- The State Department's FOIA reading room, now less user friendly. "The Department of State has inexplicably made its FOIA reading room significantly less user-friendly. The previous version allowed researchers to sort the reading room’s tens of thousands of documents by date or title, among other filters, or search through curated collections. The current iteration has no such features and the documents are now unsortable. The move is a frustrating head-scratcher from an agency that – until recently – had one of the best examples of the kind of FOIA reading room that is required by 2007 FOIA amendments." (National Security Archive)
- Watchdog files new complaint against Commerce Secretary Wilbur Ross for failing to divest certain stocks when he said he did. "The Commerce Department’s inspector general should investigate Commerce Secretary Wilbur Ross for “apparent false statements” in connection with his personal financial holdings, a nonpartisan watchdog organization contends in a newly filed complaint. The complaint from the Campaign Legal Center is rooted in Ross’ acknowledgement, first reported in December by the Center for Public Integrity, that he repeatedly told federal ethics officials he had divested BankUnited stock — even though he had not in fact done so." (Center for Public Integrity)
- House Democrats set "months" long timeline for requesting President Trump's tax returns. "Democrats on the House Ways and Means Committee said it would be months before they definitively try to obtain President Donald Trump’s tax returns, after a lengthy hearing Thursday to hear from tax and constitutional law experts…New Jersey Democrat Bill Pascrell Jr. echoed previous comments from Ways and Means Chairman Richard E. Neal that the process would be lengthy and methodical." (Roll Call)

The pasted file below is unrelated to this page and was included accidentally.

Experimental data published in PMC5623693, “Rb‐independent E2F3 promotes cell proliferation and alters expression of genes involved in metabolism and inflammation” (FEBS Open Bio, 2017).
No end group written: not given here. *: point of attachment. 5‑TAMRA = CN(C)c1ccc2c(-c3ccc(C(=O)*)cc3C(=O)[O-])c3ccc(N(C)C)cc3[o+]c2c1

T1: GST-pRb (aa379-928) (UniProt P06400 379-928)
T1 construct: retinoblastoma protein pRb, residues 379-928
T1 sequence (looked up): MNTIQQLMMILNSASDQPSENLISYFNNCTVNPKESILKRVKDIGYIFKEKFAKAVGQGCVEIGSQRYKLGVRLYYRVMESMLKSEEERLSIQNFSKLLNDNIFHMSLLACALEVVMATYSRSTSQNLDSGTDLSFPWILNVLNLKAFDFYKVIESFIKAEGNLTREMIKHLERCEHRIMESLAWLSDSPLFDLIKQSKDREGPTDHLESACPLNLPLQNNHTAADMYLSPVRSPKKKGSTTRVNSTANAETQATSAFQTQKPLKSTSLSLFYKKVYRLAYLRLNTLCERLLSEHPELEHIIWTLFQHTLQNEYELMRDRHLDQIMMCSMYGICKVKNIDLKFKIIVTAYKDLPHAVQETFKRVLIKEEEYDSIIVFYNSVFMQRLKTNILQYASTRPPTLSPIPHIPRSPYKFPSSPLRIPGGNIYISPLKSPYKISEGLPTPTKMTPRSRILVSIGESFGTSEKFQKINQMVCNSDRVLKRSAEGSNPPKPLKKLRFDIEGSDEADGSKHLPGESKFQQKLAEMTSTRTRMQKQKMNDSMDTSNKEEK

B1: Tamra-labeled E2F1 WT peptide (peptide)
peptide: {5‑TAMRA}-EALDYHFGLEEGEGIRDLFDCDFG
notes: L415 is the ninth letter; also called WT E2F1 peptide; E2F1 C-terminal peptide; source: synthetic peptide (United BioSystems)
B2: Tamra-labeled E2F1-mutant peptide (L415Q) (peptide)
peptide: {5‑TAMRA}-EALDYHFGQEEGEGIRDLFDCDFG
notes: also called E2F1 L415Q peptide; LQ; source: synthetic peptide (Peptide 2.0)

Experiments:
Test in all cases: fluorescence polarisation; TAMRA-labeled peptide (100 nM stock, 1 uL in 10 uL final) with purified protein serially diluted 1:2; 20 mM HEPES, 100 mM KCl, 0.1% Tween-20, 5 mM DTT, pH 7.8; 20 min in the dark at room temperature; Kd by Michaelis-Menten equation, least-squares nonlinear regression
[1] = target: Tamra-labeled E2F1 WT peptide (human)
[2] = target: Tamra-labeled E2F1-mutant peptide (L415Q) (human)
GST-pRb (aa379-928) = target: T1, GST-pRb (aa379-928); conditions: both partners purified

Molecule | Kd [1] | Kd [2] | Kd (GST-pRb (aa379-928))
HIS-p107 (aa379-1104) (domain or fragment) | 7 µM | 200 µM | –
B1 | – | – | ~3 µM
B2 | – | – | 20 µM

- Congress is asking NRA head Wayne LaPierre to hand over documents as it looks into illegal coordination between the NRA and the Trump campaign. "A joint congressional inquiry is demanding that National Rifle Association executive vice president Wayne LaPierre hand over internal documents showing whether the NRA made 'illegal, excessive, and unreported in-kind donations' to the campaigns of Donald Trump and several GOP Senate candidates." (The Trace)
- A Justice Department opinion on online gambling, which tracks closely with that of Trump megadonor Sheldon Adelson, is facing criticism. "The Justice Department’s decision last month to release a legal opinion that could further restrict Internet gambling is drawing fire from state attorneys general and former department officials amid questions about casino magnate Sheldon Adelson’s long-standing push for the move. The legal opinion, which was posted online during the partial government shutdown, reversed a 2011 Justice Department interpretation of the Wire Act that effectively gave the states a green light to authorize lotteries and other forms of online gambling." (Washington Post)